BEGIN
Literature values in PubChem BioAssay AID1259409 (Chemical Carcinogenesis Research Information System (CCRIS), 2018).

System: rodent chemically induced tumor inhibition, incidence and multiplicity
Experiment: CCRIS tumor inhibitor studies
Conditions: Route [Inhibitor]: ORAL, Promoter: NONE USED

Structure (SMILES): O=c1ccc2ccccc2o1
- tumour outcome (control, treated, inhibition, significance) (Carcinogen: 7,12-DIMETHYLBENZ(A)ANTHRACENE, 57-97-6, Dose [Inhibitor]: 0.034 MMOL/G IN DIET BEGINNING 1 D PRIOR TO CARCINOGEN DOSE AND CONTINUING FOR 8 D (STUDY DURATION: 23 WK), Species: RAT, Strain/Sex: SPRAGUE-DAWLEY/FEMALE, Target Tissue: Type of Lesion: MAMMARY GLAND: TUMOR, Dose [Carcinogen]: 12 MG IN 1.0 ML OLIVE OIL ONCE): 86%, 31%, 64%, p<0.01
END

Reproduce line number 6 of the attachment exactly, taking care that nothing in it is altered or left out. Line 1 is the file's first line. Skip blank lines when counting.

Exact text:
- tumour outcome (control, treated, inhibition, significance) (Carcinogen: 7,12-DIMETHYLBENZ(A)ANTHRACENE, 57-97-6, Dose [Inhibitor]: 0.034 MMOL/G IN DIET BEGINNING 1 D PRIOR TO CARCINOGEN DOSE AND CONTINUING FOR 8 D (STUDY DURATION: 23 WK), Species: RAT, Strain/Sex: SPRAGUE-DAWLEY/FEMALE, Target Tissue: Type of Lesion: MAMMARY GLAND: TUMOR, Dose [Carcinogen]: 12 MG IN 1.0 ML OLIVE OIL ONCE): 86%, 31%, 64%, p<0.01